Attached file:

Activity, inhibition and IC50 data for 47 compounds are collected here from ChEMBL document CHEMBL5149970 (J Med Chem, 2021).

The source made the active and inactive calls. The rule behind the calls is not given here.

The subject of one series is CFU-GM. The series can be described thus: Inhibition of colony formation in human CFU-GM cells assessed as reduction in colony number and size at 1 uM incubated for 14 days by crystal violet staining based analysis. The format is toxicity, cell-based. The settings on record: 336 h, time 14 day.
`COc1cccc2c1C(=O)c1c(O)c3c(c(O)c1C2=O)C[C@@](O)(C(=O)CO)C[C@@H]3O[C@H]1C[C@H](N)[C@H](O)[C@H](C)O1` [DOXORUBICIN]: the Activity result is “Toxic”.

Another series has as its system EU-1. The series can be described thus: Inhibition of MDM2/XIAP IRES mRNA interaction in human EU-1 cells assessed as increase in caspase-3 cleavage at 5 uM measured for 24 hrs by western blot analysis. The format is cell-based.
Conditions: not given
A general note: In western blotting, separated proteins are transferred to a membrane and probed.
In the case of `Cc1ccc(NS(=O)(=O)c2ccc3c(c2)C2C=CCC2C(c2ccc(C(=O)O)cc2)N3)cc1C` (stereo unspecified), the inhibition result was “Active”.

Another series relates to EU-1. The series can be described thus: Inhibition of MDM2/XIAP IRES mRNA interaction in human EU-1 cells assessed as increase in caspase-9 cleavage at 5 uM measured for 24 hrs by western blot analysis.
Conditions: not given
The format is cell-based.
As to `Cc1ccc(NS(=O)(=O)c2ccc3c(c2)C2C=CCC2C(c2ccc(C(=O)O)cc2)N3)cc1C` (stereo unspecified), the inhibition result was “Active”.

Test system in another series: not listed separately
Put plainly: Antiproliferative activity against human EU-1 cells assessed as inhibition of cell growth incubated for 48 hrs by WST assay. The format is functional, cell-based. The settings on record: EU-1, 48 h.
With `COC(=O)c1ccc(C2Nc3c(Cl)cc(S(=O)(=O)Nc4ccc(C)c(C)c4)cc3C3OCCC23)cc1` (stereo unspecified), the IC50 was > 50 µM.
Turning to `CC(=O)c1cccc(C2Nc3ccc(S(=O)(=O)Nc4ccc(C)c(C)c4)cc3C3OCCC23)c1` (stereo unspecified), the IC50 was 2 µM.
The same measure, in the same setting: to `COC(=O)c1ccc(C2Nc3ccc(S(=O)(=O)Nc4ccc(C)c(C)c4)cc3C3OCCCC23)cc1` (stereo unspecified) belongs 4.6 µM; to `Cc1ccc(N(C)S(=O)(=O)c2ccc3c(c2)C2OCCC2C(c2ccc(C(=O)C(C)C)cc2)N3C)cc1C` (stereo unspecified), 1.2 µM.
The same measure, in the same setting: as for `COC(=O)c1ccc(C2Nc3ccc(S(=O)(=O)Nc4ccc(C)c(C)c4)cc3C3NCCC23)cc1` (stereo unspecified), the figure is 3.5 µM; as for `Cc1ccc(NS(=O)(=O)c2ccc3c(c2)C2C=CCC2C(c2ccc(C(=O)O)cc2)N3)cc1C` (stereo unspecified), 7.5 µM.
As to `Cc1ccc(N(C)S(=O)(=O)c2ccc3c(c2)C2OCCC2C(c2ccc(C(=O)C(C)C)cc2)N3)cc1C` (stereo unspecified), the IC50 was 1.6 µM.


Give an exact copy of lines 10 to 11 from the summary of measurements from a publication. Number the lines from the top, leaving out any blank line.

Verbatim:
Conditions: not given
The format is cell-based.